I returned to the local park to walk my dog, and the fountain was up and operating, which wasn't too much of a surprise, since that had happened before I left for the Left Coast. The pleasant change this time, though, was that the grass was finally mowed after a couple of months of seeing some dogs disappear into the long, scraggly-looking grass. New beginnings, maybe. Room for things to grow.

Yeah, maybe Allbaugh is a little bit right. It is all, ultimately, up to the locals as to whether this place lives or dies. I vote for the life support.

I also vote for eating out on August 29, that fateful day when the storm made landfall. Check out for a restaurant participating in Restaurants for Relief in your area, make your reservations ASAP and help contribute to Gulf Coast relief. It's a better way to mark such a day than to sit on your butt and watch all the innumerable programs that will be trotted out for the anniversary. Plus, you can do it with friends!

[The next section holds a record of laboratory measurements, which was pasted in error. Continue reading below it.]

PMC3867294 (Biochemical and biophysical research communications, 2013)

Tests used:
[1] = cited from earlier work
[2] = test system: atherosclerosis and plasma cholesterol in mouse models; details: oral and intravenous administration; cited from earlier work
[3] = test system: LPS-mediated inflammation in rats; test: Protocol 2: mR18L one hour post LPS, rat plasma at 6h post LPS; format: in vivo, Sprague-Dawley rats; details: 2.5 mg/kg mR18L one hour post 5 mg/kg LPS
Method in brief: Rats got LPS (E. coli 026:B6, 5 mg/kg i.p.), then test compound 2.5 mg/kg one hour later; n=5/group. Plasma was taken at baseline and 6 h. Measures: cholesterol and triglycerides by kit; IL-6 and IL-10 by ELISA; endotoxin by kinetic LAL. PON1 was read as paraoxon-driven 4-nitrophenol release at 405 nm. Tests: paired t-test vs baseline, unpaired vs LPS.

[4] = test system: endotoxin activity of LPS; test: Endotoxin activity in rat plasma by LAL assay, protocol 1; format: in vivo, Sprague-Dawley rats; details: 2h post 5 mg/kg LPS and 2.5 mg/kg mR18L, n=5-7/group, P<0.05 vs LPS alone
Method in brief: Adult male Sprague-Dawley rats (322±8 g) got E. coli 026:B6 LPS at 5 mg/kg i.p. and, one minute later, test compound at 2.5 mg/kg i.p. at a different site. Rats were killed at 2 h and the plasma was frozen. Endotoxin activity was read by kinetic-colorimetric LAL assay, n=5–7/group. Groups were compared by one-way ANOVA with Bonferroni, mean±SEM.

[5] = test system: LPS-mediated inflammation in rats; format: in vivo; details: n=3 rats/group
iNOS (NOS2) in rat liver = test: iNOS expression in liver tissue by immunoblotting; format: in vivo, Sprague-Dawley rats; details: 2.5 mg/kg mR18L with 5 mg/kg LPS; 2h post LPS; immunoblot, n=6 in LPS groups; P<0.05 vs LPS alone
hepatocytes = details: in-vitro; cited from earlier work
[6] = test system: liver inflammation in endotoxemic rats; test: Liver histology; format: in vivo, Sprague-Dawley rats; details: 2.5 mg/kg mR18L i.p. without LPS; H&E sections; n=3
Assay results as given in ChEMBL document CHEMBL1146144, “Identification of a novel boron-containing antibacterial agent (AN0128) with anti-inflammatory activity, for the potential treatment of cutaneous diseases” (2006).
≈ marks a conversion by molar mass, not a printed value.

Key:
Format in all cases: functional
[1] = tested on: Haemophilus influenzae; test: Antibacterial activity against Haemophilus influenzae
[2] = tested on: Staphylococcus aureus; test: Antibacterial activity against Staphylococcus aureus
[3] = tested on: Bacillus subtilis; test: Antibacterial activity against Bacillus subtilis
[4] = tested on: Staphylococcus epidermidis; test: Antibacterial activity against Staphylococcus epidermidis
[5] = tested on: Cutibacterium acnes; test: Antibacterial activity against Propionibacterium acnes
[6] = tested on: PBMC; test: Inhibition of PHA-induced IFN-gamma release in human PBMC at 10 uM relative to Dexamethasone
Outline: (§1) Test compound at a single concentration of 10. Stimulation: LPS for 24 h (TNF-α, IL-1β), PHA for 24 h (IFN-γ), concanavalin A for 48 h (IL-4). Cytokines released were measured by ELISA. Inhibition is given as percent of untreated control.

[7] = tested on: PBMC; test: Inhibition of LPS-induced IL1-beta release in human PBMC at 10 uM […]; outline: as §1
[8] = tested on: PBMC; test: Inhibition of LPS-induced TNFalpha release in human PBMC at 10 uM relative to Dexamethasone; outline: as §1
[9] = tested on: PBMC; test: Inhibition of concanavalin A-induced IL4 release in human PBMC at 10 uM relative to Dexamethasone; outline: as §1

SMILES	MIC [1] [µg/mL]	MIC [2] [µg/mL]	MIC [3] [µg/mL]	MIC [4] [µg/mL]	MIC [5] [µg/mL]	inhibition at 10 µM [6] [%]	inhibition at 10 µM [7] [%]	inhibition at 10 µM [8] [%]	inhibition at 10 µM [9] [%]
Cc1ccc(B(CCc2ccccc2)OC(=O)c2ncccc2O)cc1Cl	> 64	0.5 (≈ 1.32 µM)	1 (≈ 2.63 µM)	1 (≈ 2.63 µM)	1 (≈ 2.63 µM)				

Bon appetit!

Thursday, August 10, 2006

Why, oh why does stuff happen when I come out to visit the in-laws?

One of the last times my son and I were out here on the Left Coast, the big Northeast blackout happened out in...well, the northeast, forcing my husband to walk all the way home to central Queens from the Madison Square Park area in Manhattan. Another time, when I was out here, my husband seriously underestimated how much stuff we had when we moved down the road from one apartment to another, and ended up taking the rest of a work week off to pack and move all the smaller stuff back and forth in our car all by himself.